Wellington Scoop

Fuel crisis: two ships bringing more jet fuel to Wellington

A fuel industry spokesperson announced today that a million litre diesel tank at the Hutt City Terminal in Wellington has been converted to a jet fuel tank and will be filled by the coastal vessel Matuku on 26 September to support a number of other regional airports.

He said jet fuel stocks at Wellington Airport remain healthy with the import vessel Axios due to arrive on September 25 to top up all tanks.

Airline fuel allocations are being lifted from 30 per cent to 50 per cent at midnight tonight. One week into the jetfuel outage, Refining New Zealand says it is committed to the broken pipeline being repaired and pumping again between Sunday and Tuesday.

Press Release – Mobil Oil New Zealand – September 19
An import vessel will discharge jet fuel in Lyttelton on Saturday; it will then go to Wellington where it will discharge regular petrol. It will then go across the harbour to Wellington Airport and fill all of the jet tanks to tank tops.

Another import vessel is arriving in Tauranga on Thursday. It will discharge regular petrol and diesel. It will then travel to Lyttelton, arriving on Sunday, to deliver additional regular petrol, jet and diesel. It will then travel to Bluff discharging regular petrol and diesel.

The fuel customers of Refining New Zealand said today that ground fuel supply into Auckland continued to be healthy and there was no shortage of petrol or diesel in and around Auckland.

Refining New Zealand is continuing to work on repairing a section of the 170 kilometre long pipeline which directly connects the Refinery to Auckland International Airport via the Wiri Oil Services Limited terminal. The pipeline was shut down five days ago.

Andrew McNaught, representing the customers of the refinery, said the industry was working closely together, including with the government, to minimise any impacts of the pipeline outage.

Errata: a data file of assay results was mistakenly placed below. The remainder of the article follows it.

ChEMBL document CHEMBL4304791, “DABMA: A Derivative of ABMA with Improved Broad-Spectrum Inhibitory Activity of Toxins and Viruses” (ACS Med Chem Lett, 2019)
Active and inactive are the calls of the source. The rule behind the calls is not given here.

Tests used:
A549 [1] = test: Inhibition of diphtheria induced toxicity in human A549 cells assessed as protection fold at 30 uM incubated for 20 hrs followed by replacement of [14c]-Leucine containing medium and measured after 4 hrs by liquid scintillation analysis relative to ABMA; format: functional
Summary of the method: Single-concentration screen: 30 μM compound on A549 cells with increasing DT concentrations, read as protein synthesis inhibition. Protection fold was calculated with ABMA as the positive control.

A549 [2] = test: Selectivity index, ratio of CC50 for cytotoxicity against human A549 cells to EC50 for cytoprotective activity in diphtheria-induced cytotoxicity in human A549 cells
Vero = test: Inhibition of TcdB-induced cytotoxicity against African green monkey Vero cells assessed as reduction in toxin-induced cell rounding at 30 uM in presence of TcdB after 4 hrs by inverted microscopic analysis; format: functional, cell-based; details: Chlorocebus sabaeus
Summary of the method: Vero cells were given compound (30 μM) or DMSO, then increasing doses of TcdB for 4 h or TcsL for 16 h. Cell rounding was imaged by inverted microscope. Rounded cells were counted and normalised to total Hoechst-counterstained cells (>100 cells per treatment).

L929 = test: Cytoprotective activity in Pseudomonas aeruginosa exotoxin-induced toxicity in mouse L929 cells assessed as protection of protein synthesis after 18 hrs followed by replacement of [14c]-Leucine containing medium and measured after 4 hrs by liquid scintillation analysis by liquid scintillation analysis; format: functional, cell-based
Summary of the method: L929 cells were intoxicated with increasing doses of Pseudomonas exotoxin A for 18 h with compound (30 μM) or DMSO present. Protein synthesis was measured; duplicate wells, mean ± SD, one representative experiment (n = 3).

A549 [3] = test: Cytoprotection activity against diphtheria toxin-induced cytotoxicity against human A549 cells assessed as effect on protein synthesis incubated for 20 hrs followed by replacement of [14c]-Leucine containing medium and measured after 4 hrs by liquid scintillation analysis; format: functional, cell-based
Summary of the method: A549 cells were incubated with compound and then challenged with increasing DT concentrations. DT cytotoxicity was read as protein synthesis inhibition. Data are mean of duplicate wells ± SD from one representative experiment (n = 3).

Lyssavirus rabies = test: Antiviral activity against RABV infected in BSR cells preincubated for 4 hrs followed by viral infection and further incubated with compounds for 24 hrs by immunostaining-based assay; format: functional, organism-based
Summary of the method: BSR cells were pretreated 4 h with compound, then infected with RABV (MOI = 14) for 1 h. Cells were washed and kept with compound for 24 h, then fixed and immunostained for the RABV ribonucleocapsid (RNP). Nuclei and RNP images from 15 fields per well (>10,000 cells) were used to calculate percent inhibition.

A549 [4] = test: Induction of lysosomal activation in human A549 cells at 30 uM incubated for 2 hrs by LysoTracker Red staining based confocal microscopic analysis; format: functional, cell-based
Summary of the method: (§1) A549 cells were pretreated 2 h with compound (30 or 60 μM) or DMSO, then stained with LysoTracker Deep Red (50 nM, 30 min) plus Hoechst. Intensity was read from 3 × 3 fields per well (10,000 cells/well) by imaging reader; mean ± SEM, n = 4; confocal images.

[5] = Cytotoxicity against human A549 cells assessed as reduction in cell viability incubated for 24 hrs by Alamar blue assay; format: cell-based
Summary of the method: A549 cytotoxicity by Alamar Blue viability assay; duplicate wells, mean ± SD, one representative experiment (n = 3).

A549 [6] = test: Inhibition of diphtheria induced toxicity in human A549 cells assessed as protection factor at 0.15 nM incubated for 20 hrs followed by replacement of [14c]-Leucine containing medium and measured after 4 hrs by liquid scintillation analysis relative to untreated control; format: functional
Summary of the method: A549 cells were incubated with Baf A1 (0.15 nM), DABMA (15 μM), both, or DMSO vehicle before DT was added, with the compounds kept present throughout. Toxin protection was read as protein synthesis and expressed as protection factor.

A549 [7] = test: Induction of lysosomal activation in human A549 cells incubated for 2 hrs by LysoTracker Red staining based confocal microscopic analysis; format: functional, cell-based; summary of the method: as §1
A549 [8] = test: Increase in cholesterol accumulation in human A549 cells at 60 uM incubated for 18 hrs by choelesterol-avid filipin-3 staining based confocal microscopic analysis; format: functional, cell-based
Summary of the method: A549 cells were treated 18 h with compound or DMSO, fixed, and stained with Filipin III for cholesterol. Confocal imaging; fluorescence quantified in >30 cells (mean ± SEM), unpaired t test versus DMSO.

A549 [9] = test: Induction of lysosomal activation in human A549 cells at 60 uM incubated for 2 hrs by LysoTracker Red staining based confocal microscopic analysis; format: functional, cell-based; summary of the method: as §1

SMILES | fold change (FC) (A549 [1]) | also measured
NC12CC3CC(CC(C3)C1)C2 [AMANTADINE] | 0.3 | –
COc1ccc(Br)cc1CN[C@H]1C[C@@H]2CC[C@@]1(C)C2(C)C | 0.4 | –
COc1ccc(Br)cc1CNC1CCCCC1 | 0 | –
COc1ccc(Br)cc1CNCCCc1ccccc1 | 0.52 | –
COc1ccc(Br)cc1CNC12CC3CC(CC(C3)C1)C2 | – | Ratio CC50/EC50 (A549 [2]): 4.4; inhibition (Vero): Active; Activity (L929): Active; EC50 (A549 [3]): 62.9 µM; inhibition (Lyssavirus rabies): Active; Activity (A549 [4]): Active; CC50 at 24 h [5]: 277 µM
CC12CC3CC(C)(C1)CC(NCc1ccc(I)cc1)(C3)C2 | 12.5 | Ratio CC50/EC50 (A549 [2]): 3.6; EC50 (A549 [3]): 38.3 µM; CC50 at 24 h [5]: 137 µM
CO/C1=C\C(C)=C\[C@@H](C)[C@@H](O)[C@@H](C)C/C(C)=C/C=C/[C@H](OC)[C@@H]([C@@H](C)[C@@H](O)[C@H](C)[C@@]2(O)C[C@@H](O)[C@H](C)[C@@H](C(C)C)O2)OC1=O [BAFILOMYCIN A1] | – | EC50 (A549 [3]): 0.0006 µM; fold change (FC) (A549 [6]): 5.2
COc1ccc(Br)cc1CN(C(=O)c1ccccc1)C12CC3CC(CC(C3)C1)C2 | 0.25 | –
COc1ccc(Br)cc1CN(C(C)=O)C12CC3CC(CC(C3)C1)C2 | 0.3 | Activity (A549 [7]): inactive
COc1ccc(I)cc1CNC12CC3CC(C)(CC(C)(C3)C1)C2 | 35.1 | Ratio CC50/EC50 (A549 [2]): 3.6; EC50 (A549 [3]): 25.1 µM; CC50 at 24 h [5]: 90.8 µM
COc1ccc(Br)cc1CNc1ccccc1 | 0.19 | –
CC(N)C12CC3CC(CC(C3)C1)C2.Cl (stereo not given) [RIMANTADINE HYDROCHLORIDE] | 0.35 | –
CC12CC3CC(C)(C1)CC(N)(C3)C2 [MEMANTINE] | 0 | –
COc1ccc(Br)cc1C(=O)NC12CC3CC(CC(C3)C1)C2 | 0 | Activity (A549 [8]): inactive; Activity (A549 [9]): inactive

“We appreciate that as we enter the sixth day of the pipeline outage, the pressure on airlines and their customers does not go away and the 30 per cent allocation is a significant challenge. Again, while we cannot control what has happened on the pipeline, we very much appreciate the way our airline customers and Auckland International Airport are managing this issue.”

The refinery is continuing to produce fuel and the two dedicated coastal shipping vessels are continuing to load at the refinery for distribution around the country’s ports.

The coastal vessel, Matuku, is arriving in Tauranga today. Cargo totalling 39,200 metric tonnes comprised of premium petrol, regular petrol, diesel and bunker fuel oil.

The second vessel, Kakariki, will load at the refinery today and leave for Lyttelton, arriving early on Friday morning. It has premium petrol, regular petrol, jet, diesel, bunker fuel oil and bitumen on board. The Kakariki will then continue south to Dunedin, resupplying all grades.

“While the shipping schedule should provide confidence around the national fuel supply position – particularly around ensuring jet fuel supplies in airports supporting Auckland – the industry’s focus remains squarely on ensuring safe and secure supplies of ground transport fuels into Auckland.”

Andrew McNaught said the industry was grateful of the support from government which will see companies able to increase the amount of fuel carried in each truck over the next few days. Additionally, company supply managers were working with government today around the possibility of using tanks at Wynyard Wharf for fuel distribution and the use of additional defence force road tankers are currently being assessed for use in the fleet as soon as possible.

Andrew McNaught is the Manager of Mobil Oil New Zealand Limited and is the spokesperson representing the customers of Refining NZ.

Pipeline repair update

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